Alina Baraz Velvet Underground, Toronto ON, March 21

Alina Baraz Velvet Underground, Toronto ON, March 21
Photo: Stephen McGill
As Toronto's weather drifted from its first hints of spring back into a wintery grey throughout the day, 21-year-old, L.A.-based artist Alina Baraz was making a transition of her own — playing her first headlining concert in Canada's biggest city. After a digital meeting in 2013 on Soundcloud, Alina started working with Danish electronic producer Galimatias, and the pair went on to create their ethereal collaborative EP, Urban Flora.
The EP would launch Baraz's career, and set the scene for the 22-date "Let's Get Lost" tour. As Toronto's intimate Velvet Underground quickly filled with fans who quietly warmed up inside, the DJ entertained the crowd for almost two hours with a quirky mix of R&B that included chillwave, traditional and even classic cuts from artists like Marvin Gaye.
Then, with no introduction, Baraz burst onto the stage and straight into her performance. Although it wasn't the smoothest transition from DJ to artist, her presence was met by an onslaught of cheers and screams from the crowd.
Baraz's seemingly effortless vocals captivated the crowd. Although her music tends to be categorized simply as pop, her music pulls on heartstrings and playing with our deepest inner fears, which explains why she's become a favourite amidst the newest alt-R&B/soul generation, including Toronto's own Daniel Caesar, who stood nonchalantly with the crowd in support.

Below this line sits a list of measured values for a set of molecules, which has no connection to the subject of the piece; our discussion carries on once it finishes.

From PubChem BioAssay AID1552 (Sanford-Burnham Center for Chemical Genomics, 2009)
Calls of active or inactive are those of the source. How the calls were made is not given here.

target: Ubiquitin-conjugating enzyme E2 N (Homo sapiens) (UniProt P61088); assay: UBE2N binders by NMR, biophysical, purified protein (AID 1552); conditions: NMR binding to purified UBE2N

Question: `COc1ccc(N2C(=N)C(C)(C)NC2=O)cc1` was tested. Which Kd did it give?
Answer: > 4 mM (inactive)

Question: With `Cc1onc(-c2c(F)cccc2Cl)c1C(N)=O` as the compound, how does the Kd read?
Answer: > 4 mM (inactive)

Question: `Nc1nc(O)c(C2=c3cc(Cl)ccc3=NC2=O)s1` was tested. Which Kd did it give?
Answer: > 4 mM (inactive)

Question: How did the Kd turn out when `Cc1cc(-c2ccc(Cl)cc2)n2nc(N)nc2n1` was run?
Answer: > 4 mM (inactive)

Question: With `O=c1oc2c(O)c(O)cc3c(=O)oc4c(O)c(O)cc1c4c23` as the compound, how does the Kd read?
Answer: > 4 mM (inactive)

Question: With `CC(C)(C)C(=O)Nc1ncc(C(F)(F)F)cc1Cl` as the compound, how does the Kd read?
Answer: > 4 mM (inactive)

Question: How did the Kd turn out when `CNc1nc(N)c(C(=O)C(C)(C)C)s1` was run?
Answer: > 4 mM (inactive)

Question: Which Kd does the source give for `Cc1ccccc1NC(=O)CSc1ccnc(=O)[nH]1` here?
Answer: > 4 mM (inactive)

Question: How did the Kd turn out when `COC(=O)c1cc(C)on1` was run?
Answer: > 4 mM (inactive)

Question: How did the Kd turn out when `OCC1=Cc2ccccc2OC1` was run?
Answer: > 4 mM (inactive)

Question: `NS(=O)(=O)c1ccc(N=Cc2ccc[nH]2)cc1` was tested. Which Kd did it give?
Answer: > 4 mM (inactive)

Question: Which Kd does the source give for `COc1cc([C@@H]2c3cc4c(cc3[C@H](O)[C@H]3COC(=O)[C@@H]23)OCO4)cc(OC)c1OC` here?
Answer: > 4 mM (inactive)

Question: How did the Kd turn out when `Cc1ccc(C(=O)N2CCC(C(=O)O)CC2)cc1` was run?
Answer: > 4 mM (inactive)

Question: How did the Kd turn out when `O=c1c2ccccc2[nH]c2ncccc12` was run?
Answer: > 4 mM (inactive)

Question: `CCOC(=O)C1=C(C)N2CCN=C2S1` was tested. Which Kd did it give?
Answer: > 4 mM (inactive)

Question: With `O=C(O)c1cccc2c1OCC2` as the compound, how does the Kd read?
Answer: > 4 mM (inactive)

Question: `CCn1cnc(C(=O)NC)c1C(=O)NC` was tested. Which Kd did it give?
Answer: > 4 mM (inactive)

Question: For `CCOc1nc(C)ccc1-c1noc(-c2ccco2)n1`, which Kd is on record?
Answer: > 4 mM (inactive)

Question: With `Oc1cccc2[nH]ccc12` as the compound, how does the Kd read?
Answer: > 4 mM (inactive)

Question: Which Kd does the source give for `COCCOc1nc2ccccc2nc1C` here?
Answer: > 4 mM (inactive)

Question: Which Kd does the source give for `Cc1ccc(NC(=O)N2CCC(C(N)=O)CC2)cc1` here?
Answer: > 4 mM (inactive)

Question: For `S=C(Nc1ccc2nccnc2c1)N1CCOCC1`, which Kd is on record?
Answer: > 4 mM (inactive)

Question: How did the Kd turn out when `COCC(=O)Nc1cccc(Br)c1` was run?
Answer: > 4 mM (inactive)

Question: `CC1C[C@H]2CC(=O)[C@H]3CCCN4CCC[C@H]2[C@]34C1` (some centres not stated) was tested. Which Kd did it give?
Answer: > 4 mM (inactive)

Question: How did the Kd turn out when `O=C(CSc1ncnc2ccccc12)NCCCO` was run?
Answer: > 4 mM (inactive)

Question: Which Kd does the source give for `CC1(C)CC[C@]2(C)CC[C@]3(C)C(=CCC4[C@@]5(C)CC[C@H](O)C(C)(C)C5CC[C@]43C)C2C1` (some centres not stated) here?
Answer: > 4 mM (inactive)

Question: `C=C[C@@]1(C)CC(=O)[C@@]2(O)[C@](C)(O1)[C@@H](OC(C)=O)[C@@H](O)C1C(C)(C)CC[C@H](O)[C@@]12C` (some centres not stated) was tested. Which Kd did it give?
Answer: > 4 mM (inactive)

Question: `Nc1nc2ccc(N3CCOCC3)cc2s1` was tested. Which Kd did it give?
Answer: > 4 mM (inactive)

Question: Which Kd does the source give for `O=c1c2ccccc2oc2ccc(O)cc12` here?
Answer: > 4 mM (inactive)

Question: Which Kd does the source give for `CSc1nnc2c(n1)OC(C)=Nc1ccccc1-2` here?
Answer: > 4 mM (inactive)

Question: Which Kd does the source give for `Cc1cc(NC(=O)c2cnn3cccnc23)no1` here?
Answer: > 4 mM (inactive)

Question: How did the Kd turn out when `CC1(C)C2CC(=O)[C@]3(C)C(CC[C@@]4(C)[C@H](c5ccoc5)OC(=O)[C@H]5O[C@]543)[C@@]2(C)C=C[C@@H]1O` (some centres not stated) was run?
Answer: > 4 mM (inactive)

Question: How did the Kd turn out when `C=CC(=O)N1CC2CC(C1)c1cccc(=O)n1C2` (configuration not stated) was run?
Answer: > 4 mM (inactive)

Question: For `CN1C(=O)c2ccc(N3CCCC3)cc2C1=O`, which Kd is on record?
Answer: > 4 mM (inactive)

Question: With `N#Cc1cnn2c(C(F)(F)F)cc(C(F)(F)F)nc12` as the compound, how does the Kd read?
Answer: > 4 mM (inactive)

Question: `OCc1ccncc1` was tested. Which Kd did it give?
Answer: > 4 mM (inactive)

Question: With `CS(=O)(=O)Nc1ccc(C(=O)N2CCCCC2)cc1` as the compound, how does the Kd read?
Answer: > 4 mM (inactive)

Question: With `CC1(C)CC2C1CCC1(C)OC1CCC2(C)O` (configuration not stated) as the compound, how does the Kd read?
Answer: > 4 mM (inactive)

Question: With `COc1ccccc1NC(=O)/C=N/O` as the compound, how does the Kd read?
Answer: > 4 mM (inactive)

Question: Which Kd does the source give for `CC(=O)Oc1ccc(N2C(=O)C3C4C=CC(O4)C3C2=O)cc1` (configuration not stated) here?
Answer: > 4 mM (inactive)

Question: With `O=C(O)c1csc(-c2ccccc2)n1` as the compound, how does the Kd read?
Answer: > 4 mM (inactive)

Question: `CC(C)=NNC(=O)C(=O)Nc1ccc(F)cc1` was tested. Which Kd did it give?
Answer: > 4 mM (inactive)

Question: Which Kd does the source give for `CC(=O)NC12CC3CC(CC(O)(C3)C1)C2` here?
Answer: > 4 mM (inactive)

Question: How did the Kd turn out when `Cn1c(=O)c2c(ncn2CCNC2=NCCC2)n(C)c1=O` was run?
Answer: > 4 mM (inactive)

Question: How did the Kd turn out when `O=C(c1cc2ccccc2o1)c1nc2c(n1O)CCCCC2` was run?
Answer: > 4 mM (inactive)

Supported by live instrumentation and an entrancing lightshow, Baraz performed "Show Me" and "Make You Feel," two singles that immediately seduced the crowd. She continued with more tracks from Urban Flora: "Fantasy," "Maybe and "Can I," all of which continued to cast a hypnotic spell on her fans.
She was a woman of very few words between songs, so when Baraz spoke, the crowd held on every word. "I wouldn't be here without you," she told the crowd as she approached the end of her 40-minute set. "I want to perform the first single I ever wrote." Then, she launched into "Drift," a mesmerizing ode to love's complications.
As her set came to a close, Baraz perked up as she introduced her latest single, "Eclectic," featuring 18-year El Paso, Texas artist Khalid. Compared to her Urban Flora tracks, "Electric" felt quicker, but still rooted by her carefree, compelling and seductive vocals.
"It's not a song to sway to, it's also not a song to dance to — it's like a medium-sway," I overheard amidst the audience. It suggests the idea that Baraz is an artist who doesn't care what pace her career is moving at, but rather, which pace works best for her.